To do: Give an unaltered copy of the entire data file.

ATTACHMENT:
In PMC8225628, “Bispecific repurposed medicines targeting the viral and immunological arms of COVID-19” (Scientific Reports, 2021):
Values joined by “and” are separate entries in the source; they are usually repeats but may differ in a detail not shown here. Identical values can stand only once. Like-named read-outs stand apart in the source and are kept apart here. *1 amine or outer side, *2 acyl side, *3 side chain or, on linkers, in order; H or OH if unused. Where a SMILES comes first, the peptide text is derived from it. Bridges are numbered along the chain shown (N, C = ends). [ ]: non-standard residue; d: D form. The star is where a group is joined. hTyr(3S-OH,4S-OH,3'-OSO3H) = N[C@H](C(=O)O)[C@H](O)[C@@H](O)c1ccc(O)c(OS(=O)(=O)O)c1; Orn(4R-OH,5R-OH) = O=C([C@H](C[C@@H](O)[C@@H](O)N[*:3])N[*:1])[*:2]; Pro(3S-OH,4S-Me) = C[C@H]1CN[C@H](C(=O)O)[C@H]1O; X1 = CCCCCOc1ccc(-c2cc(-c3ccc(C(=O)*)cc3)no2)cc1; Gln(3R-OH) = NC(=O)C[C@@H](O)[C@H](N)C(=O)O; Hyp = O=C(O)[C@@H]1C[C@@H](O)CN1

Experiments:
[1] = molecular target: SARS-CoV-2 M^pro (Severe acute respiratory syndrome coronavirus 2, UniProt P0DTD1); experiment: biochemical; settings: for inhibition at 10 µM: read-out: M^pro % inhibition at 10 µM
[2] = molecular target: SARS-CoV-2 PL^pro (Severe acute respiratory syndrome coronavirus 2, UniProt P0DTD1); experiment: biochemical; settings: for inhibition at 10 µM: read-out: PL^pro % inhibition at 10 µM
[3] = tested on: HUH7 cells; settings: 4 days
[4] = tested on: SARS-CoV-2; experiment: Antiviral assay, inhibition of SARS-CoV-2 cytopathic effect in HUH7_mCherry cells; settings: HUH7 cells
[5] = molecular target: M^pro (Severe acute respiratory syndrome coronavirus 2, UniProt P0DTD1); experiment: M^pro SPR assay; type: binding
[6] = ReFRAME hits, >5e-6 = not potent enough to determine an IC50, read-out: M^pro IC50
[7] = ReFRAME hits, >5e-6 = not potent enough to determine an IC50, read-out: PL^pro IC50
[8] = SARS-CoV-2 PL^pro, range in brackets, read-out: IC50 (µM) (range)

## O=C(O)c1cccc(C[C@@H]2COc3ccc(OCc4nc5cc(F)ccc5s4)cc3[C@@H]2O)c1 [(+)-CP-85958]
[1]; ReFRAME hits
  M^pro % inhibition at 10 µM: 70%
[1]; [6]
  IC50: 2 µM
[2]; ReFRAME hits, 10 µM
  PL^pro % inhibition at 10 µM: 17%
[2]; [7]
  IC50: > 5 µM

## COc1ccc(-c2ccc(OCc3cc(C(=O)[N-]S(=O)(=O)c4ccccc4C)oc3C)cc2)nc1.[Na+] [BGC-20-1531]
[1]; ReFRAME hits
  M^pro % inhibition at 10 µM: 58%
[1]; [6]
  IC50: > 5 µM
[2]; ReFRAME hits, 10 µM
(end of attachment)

In PMC8225628, “Bispecific repurposed medicines targeting the viral and immunological arms of COVID-19” (Scientific Reports, 2021):
Values joined by “and” are separate entries in the source; they are usually repeats but may differ in a detail not shown here. Identical values can stand only once. Like-named read-outs stand apart in the source and are kept apart here. *1 amine or outer side, *2 acyl side, *3 side chain or, on linkers, in order; H or OH if unused. Where a SMILES comes first, the peptide text is derived from it. Bridges are numbered along the chain shown (N, C = ends). [ ]: non-standard residue; d: D form. The star is where a group is joined. hTyr(3S-OH,4S-OH,3'-OSO3H) = N[C@H](C(=O)O)[C@H](O)[C@@H](O)c1ccc(O)c(OS(=O)(=O)O)c1; Orn(4R-OH,5R-OH) = O=C([C@H](C[C@@H](O)[C@@H](O)N[*:3])N[*:1])[*:2]; Pro(3S-OH,4S-Me) = C[C@H]1CN[C@H](C(=O)O)[C@H]1O; X1 = CCCCCOc1ccc(-c2cc(-c3ccc(C(=O)*)cc3)no2)cc1; Gln(3R-OH) = NC(=O)C[C@@H](O)[C@H](N)C(=O)O; Hyp = O=C(O)[C@@H]1C[C@@H](O)CN1

Experiments:
[1] = molecular target: SARS-CoV-2 M^pro (Severe acute respiratory syndrome coronavirus 2, UniProt P0DTD1); experiment: biochemical; settings: for inhibition at 10 µM: read-out: M^pro % inhibition at 10 µM
[2] = molecular target: SARS-CoV-2 PL^pro (Severe acute respiratory syndrome coronavirus 2, UniProt P0DTD1); experiment: biochemical; settings: for inhibition at 10 µM: read-out: PL^pro % inhibition at 10 µM
[3] = tested on: HUH7 cells; settings: 4 days
[4] = tested on: SARS-CoV-2; experiment: Antiviral assay, inhibition of SARS-CoV-2 cytopathic effect in HUH7_mCherry cells; settings: HUH7 cells
[5] = molecular target: M^pro (Severe acute respiratory syndrome coronavirus 2, UniProt P0DTD1); experiment: M^pro SPR assay; type: binding
[6] = ReFRAME hits, >5e-6 = not potent enough to determine an IC50, read-out: M^pro IC50
[7] = ReFRAME hits, >5e-6 = not potent enough to determine an IC50, read-out: PL^pro IC50
[8] = SARS-CoV-2 PL^pro, range in brackets, read-out: IC50 (µM) (range)

## O=C(O)c1cccc(C[C@@H]2COc3ccc(OCc4nc5cc(F)ccc5s4)cc3[C@@H]2O)c1 [(+)-CP-85958]
[1]; ReFRAME hits
  M^pro % inhibition at 10 µM: 70%
[1]; [6]
  IC50: 2 µM
[2]; ReFRAME hits, 10 µM
  PL^pro % inhibition at 10 µM: 17%
[2]; [7]
  IC50: > 5 µM

## COc1ccc(-c2ccc(OCc3cc(C(=O)[N-]S(=O)(=O)c4ccccc4C)oc3C)cc2)nc1.[Na+] [BGC-20-1531]
[1]; ReFRAME hits
  M^pro % inhibition at 10 µM: 58%
[1]; [6]
  IC50: > 5 µM
[2]; ReFRAME hits, 10 µM